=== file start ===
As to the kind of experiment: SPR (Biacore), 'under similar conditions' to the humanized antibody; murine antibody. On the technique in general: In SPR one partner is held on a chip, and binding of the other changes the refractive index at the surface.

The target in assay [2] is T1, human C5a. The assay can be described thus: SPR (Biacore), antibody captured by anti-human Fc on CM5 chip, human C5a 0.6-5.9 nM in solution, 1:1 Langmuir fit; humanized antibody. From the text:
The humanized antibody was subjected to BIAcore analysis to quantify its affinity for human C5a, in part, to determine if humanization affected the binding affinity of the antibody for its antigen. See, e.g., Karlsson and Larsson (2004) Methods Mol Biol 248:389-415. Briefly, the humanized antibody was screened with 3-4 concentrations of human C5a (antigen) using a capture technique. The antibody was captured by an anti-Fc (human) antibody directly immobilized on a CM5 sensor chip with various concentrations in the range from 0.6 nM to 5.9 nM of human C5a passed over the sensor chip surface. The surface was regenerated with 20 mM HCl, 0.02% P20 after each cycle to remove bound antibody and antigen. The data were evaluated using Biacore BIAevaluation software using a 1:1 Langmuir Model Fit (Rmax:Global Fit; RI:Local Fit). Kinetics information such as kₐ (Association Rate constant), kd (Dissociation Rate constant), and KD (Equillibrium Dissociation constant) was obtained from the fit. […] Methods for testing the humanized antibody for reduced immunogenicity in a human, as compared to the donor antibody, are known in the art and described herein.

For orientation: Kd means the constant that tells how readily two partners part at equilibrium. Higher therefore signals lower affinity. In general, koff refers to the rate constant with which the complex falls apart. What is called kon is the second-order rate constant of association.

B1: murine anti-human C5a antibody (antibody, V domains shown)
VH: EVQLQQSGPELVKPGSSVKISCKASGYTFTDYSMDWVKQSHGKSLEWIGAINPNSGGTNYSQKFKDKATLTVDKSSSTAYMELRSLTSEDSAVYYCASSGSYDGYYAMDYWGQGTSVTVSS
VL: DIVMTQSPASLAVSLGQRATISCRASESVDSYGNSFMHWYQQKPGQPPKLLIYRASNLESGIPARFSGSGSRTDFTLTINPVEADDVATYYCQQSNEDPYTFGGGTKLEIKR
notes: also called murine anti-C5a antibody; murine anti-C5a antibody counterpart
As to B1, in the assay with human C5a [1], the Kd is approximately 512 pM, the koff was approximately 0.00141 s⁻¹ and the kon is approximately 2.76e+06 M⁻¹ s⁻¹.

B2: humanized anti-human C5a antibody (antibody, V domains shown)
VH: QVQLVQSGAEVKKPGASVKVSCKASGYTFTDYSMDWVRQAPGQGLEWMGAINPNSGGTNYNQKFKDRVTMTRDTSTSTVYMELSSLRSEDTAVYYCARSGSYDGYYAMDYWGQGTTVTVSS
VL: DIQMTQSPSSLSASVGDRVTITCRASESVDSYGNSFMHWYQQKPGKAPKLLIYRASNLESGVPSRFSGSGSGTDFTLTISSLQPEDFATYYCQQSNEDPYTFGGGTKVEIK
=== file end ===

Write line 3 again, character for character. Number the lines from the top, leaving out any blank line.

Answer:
The humanized antibody was subjected to BIAcore analysis to quantify its affinity for human C5a, in part, to determine if humanization affected the binding affinity of the antibody for its antigen. See, e.g., Karlsson and Larsson (2004) Methods Mol Biol 248:389-415. Briefly, the humanized antibody was screened with 3-4 concentrations of human C5a (antigen) using a capture technique. The antibody was captured by an anti-Fc (human) antibody directly immobilized on a CM5 sensor chip with various concentrations in the range from 0.6 nM to 5.9 nM of human C5a passed over the sensor chip surface. The surface was regenerated with 20 mM HCl, 0.02% P20 after each cycle to remove bound antibody and antigen. The data were evaluated using Biacore BIAevaluation software using a 1:1 Langmuir Model Fit (Rmax:Global Fit; RI:Local Fit). Kinetics information such as kₐ (Association Rate constant), kd (Dissociation Rate constant), and KD (Equillibrium Dissociation constant) was obtained from the fit. […] Methods for testing the humanized antibody for reduced immunogenicity in a human, as compared to the donor antibody, are known in the art and described herein.